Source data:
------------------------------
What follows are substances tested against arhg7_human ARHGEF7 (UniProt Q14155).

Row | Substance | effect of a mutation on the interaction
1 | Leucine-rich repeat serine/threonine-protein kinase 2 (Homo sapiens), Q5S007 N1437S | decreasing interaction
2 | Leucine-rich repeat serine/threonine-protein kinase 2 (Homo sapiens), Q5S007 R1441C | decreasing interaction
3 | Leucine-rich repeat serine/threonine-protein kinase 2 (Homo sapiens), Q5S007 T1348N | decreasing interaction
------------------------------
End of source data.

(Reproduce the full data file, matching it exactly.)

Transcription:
What follows are substances tested against arhg7_human ARHGEF7 (UniProt Q14155).

Row | Substance | effect of a mutation on the interaction
1 | Leucine-rich repeat serine/threonine-protein kinase 2 (Homo sapiens), Q5S007 N1437S | decreasing interaction
2 | Leucine-rich repeat serine/threonine-protein kinase 2 (Homo sapiens), Q5S007 R1441C | decreasing interaction
3 | Leucine-rich repeat serine/threonine-protein kinase 2 (Homo sapiens), Q5S007 T1348N | decreasing interaction